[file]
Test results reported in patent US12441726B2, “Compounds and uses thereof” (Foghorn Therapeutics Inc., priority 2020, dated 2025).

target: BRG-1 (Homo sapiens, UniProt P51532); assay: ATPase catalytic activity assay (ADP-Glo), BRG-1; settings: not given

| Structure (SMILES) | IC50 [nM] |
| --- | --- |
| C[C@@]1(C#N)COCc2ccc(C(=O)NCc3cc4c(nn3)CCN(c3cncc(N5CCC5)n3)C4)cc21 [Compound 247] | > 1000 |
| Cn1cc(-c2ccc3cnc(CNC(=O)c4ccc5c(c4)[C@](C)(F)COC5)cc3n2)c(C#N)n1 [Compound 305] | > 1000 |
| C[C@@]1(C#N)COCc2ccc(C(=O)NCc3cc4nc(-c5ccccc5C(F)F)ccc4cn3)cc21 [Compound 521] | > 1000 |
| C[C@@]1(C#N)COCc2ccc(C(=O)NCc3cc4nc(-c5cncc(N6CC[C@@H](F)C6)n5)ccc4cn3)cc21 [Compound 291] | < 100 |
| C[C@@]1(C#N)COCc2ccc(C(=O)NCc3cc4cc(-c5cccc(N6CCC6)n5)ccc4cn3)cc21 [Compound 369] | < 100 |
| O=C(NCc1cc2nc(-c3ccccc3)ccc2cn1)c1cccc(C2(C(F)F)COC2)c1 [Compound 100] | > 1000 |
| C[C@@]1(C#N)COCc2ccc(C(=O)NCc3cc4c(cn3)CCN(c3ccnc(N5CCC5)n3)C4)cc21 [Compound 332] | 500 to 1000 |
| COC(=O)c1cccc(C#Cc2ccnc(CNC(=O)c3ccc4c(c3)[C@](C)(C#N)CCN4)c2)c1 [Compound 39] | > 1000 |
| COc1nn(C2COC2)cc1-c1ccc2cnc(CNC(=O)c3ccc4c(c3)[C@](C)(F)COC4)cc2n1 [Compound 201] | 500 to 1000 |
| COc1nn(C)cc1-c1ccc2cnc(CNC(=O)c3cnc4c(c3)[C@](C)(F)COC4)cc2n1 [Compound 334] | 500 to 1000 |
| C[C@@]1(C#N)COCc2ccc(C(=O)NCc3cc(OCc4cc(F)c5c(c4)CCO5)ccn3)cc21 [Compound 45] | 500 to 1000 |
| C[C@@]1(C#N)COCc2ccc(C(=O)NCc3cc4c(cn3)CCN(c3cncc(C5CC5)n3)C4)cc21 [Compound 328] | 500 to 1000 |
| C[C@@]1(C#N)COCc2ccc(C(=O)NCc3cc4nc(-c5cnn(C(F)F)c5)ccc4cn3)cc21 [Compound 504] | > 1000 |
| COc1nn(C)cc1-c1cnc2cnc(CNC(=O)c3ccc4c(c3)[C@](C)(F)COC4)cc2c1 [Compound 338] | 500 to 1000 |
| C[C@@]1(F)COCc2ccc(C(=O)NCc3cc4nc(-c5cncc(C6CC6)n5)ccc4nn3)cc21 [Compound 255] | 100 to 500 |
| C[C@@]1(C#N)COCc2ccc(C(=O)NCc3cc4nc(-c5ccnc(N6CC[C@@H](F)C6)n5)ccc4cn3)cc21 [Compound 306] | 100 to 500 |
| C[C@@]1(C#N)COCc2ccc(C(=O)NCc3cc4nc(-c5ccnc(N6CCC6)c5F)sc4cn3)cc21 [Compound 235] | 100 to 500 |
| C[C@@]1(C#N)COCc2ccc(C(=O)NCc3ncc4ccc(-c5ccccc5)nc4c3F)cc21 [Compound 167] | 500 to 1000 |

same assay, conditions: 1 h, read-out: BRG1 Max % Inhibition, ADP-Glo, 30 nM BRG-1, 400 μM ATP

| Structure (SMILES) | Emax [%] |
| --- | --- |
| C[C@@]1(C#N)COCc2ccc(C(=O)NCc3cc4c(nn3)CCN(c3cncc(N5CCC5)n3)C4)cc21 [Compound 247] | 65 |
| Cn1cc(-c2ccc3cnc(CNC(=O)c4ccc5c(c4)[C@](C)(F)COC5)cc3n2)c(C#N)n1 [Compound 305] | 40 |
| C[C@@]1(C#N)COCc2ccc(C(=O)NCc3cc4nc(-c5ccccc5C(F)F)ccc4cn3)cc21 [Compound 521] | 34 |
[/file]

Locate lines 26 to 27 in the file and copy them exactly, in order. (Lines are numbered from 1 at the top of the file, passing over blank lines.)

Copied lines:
| C[C@@]1(C#N)COCc2ccc(C(=O)NCc3cc4c(nn3)CCN(c3cncc(N5CCC5)n3)C4)cc21 [Compound 247] | 65 |
| Cn1cc(-c2ccc3cnc(CNC(=O)c4ccc5c(c4)[C@](C)(F)COC5)cc3n2)c(C#N)n1 [Compound 305] | 40 |